Maintaining a healthy captive
Companies have been leaning more heavily on their captives, not just as providers of insurance coverage, but as sources of cash when few others were available. They were able to do that only where they had ensured their captives built up healthy reserves. Captive International reports.
With the COVID-19 pandemic upending the global economy and forcing many businesses to cease trading for months during the first half of 2020, it has been a difficult time to be a company treasurer or finance officer. With cash scarce, an increasing number of businesses have turned to their captive as a source of liquidity.
Companies with captives have been increasingly interested in extracting excess surplus from their captives via intercompany loans and dividends, and reassessing reserves, according to Evelyn Kim, associate director of risk finance and captive consulting, global risk consulting at Aon. Captives have conducted capital and collateral reviews, and made revisions to premium payment terms, she adds.
“By Marsh’s latest count, captives had paid $2.6 billion out in loans and dividends since the start of the COVID-19 crisis,” says Ellen Charnley, president of Marsh Captive Solutions.
“Most of these payments were made by older, well established captives that had strong balance sheets and surplus levels.”
Captives owners have recently been exploring ways to accelerate the claims closure process, while reviewing their captives’ collateral structures. They have conducted reserve reviews and considered loss portfolio transfers, all with a view to improving the liquidity within the captive, says Kim.
As more businesses lean increasingly heavily on their captives to help them through this period of economic uncertainty, this has raised questions about the impact on the captives themselves. Could these captives be sacrificing their own economic health in the interests of their parent companies?
Each captive is unique, retaining different levels of risk and subject to varying levels of volatility. While some captives will start generating surplus on day one, others may not be in that position for several years.
ctuaries will assess a captive’s exposures and calculate what it needs to hold in reserves in a capital adequacy evaluation. Captive managers should have a good idea of how long it will take a captive to build up surplus from the outset.
“Undertaking a thorough captive feasibility study can provide insight into the captive’s projected performance in the first few years, and highlight potential areas for concern,” says Kim.
“Ensuring the success of the captive in its early years by adequately identifying the appropriate risks and retentions and sufficiently funding the captive for those is essential and cannot be dismissed.” Captives are, by their very nature, flexible and nimble, notes Kim.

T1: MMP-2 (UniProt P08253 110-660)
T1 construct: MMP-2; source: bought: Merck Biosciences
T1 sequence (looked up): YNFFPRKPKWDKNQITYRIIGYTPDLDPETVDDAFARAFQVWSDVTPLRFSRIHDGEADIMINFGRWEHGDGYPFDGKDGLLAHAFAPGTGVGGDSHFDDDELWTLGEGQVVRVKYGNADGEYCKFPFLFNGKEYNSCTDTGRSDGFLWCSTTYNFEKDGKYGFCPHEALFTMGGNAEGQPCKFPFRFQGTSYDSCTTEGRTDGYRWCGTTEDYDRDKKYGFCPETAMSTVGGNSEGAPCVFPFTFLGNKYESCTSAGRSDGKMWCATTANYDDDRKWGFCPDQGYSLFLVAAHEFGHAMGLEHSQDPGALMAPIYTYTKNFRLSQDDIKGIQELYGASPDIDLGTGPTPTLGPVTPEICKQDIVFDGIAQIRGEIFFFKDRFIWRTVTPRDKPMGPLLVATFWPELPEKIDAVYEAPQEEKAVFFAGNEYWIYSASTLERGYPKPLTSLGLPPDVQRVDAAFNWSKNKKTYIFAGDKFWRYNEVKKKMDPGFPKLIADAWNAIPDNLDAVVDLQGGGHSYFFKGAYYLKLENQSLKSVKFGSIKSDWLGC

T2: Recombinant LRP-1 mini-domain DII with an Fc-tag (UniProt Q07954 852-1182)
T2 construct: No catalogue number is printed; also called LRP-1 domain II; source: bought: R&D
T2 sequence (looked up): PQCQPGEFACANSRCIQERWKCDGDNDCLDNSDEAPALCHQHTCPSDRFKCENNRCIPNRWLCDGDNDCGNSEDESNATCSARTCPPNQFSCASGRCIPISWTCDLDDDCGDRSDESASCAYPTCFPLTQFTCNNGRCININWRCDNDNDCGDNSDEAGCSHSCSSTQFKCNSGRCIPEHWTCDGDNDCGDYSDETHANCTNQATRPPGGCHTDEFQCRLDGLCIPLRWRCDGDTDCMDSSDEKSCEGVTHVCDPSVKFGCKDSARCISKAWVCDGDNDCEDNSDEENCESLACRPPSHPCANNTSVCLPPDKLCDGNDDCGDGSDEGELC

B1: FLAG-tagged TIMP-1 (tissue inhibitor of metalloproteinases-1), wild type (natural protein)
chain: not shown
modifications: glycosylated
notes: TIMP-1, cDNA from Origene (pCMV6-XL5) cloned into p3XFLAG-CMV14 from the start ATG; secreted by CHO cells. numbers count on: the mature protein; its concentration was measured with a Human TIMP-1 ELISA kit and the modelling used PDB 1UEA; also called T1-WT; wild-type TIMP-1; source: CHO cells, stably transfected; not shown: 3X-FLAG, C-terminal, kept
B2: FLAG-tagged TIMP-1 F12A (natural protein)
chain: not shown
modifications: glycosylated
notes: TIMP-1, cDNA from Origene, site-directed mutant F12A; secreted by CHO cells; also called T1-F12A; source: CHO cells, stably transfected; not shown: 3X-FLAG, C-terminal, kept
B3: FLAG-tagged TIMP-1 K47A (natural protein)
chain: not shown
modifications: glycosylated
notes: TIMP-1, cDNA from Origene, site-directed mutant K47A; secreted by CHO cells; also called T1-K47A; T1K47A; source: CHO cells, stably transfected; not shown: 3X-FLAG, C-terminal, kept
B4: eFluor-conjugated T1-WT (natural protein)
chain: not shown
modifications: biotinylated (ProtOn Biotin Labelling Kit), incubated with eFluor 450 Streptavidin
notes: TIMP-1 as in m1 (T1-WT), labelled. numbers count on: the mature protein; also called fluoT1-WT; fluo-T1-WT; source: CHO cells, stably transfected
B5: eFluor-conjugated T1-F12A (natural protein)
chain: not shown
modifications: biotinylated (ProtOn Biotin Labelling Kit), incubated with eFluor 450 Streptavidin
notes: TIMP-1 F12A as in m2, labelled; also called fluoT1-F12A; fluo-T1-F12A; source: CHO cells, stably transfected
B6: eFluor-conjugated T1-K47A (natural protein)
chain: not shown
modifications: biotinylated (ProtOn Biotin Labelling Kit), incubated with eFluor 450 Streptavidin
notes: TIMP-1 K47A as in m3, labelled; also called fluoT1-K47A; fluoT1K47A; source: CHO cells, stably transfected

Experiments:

“For a wholly-owned captive, the concept of control is what sets it apart from traditional insurance carriers, but also from other captive structures,” she says.
“However, a captive must ensure that it operates like a true insurance company and does not bring into question the substance of its transactions, such as excessive loan-backs to the parent which may be flagged by the Internal Revenue Service.
“Depending on the structure of the captive, the captive may be limited in how much support it can provide to its parent.”
Like all insurers, captives must ensure that they retain enough capital on hand to respond to claims as they come due, while also reserving for unexpected losses.
“A captive’s finance, treasury and audit committees can help the main board by providing guidance on how best to strike a balance between the needs and responsibilities of the parent and the captive,” says Kim.
An annual actuarial review of reserves can ascertain the level required, but the captive must still ensure that it meets the requirements mandated by the local regulatory body.
In the short term, a captive may be able to support the liquidity of its parent by reducing total insurance spend as the market hardens, or by returning excess surplus via a dividend or loan. However, a longer-term view is also needed, which warrants a thorough analysis of the captive via a utilisation review, says Kim.
“Such a study will outline the ways a captive can support the current and future operations of the parent organisation, and outline the potential financial impact via projected pro-forma financial statements,” says Kim.
“It typically takes around five years to build surplus, and to get a handle on the loss ratio, and to educate the captive’s board.”
Ellen Charnley, Marsh Captive Solutions
He’s not heavy, he’s my parent company
“Inviting your investment manager and actuary to the conversation is key to ensuring that the captive undertakes an investment strategy that matches its assets to liabilities.”
Evelyn Kim, Aon
Charnley is sanguine about the impact that supporting parents is having on captives.
“The majority of captives—though of course not all—are single parent captives,” she notes.
“That means that if there was no liquidity in the captive and it could not pay claims, the parent could pay the claims itself from its own balance sheet. It is a fundamentally different situation from that of a commercial insurer not having the capital to pay claims.
“After all a captive is, typically, a pre-funding arrangement for companies that want to self-insure their risk.”
Regulators are responsible for ensuring captives have sufficient capital on hand to manage any situations that arise among those they insure.